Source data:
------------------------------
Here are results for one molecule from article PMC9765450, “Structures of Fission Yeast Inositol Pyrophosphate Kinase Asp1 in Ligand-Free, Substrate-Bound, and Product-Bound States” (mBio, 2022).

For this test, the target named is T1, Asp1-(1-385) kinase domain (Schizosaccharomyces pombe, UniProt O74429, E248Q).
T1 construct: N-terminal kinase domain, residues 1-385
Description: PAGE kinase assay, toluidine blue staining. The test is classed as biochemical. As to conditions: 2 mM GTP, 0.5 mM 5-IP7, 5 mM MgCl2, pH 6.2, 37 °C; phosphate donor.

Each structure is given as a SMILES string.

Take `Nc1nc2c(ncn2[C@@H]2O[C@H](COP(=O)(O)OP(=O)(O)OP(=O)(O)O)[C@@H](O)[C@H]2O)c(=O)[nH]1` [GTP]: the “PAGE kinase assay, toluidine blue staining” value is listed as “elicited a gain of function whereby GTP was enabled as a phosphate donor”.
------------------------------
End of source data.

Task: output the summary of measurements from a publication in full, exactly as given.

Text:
Here are results for one molecule from article PMC9765450, “Structures of Fission Yeast Inositol Pyrophosphate Kinase Asp1 in Ligand-Free, Substrate-Bound, and Product-Bound States” (mBio, 2022).

For this test, the target named is T1, Asp1-(1-385) kinase domain (Schizosaccharomyces pombe, UniProt O74429, E248Q).
T1 construct: N-terminal kinase domain, residues 1-385
Description: PAGE kinase assay, toluidine blue staining. The test is classed as biochemical. As to conditions: 2 mM GTP, 0.5 mM 5-IP7, 5 mM MgCl2, pH 6.2, 37 °C; phosphate donor.

Each structure is given as a SMILES string.

Take `Nc1nc2c(ncn2[C@@H]2O[C@H](COP(=O)(O)OP(=O)(O)OP(=O)(O)O)[C@@H](O)[C@H]2O)c(=O)[nH]1` [GTP]: the “PAGE kinase assay, toluidine blue staining” value is listed as “elicited a gain of function whereby GTP was enabled as a phosphate donor”.